In the past decade, a crop of groups like JCUA have sprung up in Jewish population centers. Each of these groups is faith-based, and firmly rooted in their local communities. In New York, Jews for Racial and Economic Justice has focused on supporting domestic workers. In California, the Progressive Jewish Alliance is running an anti-sweatshop campaign, an anti-death penalty campaign, and a gay-marriage initiative. In Washington, D.C., Jews United for Justice supports day laborers and D.C. voting rights. In Boston, an unusually proactive and community-centered JCRC is joined by the Jewish Organizing Initiative.
Rachel Biale, a regional director for the Progressive Jewish Alliance, explains that PJA is modeled on grassroots organizations. “We try to have a democratic process of engaging our members in surfacing the key issues of concern to them,” Biale says. “Our aim is to connect Jews to the critical social justice issues of the day and to the life of the cities in which they live.”
Some of these groups have worked with the organized Jewish community in their areas. In Boston, the JCRC has focused on outreach to the wider community with programs such as the Greater Boston Jewish Coalition for Literacy, although most of the group’s programs are geared to the Jewish community.
Biale explains how PJA works with the organized Jewish community in the Bay Area: “We do not want to be seen as a group on the margin. We work closely with synagogues all over the Bay Area, but we have a foot outside the models of Jewish organizing that are part of the Jewish community. We feel that service [the heart of the organized community model] doesn’t always address the core of the problem.”
What leaders of these new Jewish justice organizations will never say on the record is that the core of the problem with creating a faith-based Jewish social justice movement remains the defensiveness and even paranoia of the organized Jewish community. In San Francisco, for example, an interfaith organizing project focused on obtaining health care for all Californians has had trouble attracting support from synagogues; the first to join was the LGBT synagogue Congregation Sha’ar Zahav, followed a year later by Sherith Israel. Meanwhile, more than 40 churches have signed up, including the Archdiocese of San Francisco. Boston, with its history of activism, had more success: There, synagogues joined with the Greater Boston Interfaith Organization to push through Massachusetts’ widely praised health reform.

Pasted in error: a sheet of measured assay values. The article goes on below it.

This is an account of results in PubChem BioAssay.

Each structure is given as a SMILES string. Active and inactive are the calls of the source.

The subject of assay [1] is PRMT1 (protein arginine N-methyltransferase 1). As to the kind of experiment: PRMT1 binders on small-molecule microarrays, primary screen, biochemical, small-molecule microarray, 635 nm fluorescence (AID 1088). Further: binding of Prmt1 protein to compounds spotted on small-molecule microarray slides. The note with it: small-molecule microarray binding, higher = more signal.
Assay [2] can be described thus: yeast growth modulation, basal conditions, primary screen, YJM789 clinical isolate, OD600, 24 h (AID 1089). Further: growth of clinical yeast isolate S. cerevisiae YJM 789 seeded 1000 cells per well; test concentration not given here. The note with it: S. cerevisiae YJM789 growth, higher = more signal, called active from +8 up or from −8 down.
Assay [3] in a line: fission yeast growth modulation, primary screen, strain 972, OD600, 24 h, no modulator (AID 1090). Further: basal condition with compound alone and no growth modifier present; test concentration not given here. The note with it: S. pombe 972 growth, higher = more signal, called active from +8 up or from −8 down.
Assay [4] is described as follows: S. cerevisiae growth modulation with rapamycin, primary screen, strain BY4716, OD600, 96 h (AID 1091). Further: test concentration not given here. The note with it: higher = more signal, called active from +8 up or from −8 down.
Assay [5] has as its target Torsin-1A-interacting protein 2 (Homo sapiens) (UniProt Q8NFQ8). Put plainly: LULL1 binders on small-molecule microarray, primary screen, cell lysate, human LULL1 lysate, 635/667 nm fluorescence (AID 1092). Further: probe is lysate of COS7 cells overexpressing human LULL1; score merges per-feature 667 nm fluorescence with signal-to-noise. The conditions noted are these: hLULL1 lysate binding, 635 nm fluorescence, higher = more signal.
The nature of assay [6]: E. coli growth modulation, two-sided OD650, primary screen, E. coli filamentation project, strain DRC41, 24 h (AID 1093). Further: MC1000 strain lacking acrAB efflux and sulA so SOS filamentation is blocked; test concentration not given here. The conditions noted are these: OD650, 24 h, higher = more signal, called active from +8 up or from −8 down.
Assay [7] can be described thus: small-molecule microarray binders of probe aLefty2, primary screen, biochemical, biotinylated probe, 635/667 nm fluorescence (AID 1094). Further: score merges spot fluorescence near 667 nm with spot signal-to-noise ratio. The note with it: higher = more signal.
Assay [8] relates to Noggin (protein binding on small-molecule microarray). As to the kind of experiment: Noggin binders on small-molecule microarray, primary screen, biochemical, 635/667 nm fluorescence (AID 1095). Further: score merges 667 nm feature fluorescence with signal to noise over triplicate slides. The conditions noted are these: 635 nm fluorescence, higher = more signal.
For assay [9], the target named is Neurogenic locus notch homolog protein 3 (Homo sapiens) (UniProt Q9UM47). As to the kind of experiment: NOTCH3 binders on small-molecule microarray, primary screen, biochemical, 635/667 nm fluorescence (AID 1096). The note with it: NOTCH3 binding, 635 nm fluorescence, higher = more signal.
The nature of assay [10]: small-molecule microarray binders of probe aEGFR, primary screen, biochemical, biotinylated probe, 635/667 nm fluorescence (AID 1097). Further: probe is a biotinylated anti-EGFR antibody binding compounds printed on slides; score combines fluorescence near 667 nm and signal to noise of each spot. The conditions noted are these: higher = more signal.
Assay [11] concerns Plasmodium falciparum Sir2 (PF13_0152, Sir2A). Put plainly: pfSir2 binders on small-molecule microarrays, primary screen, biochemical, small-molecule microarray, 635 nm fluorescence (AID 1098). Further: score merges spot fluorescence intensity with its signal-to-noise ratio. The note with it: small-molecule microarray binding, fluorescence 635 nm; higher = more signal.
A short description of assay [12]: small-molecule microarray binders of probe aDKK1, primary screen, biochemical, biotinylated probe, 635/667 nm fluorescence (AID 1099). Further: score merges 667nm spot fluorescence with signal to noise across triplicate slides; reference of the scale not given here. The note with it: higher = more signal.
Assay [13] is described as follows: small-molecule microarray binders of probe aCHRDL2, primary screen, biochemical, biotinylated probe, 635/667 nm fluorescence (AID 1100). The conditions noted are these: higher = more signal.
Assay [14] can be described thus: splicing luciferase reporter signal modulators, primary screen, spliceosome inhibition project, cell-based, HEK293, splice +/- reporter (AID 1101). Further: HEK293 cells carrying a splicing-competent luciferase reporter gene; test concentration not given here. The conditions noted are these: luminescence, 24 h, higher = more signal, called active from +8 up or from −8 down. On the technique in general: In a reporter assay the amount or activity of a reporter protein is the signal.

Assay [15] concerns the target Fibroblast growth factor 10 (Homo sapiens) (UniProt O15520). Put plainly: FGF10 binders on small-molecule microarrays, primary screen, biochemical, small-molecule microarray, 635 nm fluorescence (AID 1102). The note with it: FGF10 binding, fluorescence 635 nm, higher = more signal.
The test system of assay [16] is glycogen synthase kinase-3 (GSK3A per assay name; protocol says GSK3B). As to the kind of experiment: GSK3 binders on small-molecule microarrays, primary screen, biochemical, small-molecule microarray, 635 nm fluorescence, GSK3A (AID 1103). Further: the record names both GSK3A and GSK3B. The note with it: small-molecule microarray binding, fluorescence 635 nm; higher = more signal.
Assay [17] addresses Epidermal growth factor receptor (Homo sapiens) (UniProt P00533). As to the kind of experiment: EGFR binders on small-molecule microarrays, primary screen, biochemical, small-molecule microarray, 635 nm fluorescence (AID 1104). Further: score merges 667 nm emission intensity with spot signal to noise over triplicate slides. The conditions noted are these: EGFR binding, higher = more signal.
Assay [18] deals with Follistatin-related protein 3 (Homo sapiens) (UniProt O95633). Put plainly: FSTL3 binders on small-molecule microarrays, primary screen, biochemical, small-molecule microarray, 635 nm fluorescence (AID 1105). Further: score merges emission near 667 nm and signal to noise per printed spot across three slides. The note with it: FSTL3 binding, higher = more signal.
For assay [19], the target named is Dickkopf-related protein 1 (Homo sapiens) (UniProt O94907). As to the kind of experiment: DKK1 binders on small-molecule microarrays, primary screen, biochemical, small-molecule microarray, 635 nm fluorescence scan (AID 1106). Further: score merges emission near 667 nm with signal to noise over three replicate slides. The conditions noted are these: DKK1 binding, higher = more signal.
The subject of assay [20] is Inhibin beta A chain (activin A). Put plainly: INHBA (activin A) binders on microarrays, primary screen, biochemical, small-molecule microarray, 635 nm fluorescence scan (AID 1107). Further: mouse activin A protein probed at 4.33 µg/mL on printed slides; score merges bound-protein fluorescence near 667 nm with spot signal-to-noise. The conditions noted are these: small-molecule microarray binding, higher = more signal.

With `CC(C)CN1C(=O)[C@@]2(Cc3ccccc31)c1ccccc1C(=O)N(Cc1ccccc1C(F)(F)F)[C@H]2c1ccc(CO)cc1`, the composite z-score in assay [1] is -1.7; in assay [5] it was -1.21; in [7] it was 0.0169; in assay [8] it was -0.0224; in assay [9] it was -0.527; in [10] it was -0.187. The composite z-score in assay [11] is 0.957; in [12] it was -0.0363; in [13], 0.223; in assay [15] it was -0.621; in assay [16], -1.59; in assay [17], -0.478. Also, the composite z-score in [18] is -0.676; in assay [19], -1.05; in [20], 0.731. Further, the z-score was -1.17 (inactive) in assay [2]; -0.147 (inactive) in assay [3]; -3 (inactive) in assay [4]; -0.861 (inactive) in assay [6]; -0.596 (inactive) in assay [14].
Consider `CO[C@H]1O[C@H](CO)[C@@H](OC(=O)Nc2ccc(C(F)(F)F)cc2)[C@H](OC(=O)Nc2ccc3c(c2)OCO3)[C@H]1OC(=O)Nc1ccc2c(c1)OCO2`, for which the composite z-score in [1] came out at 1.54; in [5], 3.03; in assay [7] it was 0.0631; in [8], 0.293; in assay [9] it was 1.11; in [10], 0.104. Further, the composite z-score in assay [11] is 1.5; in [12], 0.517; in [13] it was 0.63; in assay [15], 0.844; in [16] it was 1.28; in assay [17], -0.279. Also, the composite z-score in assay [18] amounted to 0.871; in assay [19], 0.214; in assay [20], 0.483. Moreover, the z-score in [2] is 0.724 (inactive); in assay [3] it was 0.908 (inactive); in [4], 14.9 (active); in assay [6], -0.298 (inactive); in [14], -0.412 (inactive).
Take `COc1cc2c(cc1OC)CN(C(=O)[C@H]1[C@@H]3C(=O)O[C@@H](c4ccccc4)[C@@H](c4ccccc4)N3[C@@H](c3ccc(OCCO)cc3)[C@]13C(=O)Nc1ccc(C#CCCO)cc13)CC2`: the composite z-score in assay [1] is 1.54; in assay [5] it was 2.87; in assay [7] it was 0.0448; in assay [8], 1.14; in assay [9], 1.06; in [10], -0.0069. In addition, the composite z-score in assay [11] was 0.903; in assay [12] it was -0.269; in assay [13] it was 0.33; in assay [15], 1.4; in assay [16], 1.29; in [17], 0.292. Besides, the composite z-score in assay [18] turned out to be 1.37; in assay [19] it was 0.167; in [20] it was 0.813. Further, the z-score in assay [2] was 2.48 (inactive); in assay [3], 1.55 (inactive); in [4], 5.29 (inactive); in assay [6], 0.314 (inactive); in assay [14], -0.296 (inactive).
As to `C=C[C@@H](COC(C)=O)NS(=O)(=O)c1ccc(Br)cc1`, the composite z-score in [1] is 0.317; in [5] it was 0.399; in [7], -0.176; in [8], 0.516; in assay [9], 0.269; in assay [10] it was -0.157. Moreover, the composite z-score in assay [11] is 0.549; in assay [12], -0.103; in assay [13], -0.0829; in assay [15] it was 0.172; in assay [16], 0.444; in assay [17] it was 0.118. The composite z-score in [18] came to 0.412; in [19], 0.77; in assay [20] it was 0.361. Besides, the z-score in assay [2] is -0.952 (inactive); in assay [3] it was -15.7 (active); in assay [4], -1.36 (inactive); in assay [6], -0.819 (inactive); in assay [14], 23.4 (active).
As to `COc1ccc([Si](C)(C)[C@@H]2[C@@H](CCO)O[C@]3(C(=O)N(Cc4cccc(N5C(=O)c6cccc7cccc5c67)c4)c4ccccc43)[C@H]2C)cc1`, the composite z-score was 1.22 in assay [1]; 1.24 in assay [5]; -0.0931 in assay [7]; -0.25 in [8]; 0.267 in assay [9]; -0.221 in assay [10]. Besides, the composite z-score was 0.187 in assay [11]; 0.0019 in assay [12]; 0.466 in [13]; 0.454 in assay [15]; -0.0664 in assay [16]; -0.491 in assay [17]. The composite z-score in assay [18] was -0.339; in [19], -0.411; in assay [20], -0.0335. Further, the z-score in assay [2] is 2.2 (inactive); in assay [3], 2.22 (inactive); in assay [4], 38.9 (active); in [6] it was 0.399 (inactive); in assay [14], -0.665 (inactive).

Organized Judaism is still afraid of political entanglements, especially involving Israel/Palestine. In San Francisco, the leader of the Jewish federation, Daniel Sokatch, quit after fighting with his board over his support of frank discussions about Israel. Even though all of the U.S. Jewish justice groups believe the Israel/Palestine struggle is a key Jewish social justice issue, none of them have made it a centerpiece of their work. The reason is that Israel is such an emotional trigger in the Jewish community that having a position on that struggle will eclipse anything else an organization attempts to accomplish. Jewish activists have decided it makes more sense to create progressive national organizations that only focus on the Israel/Palestine situation (see sidebar), leaving local organizations to retain their focus on local social justice issues.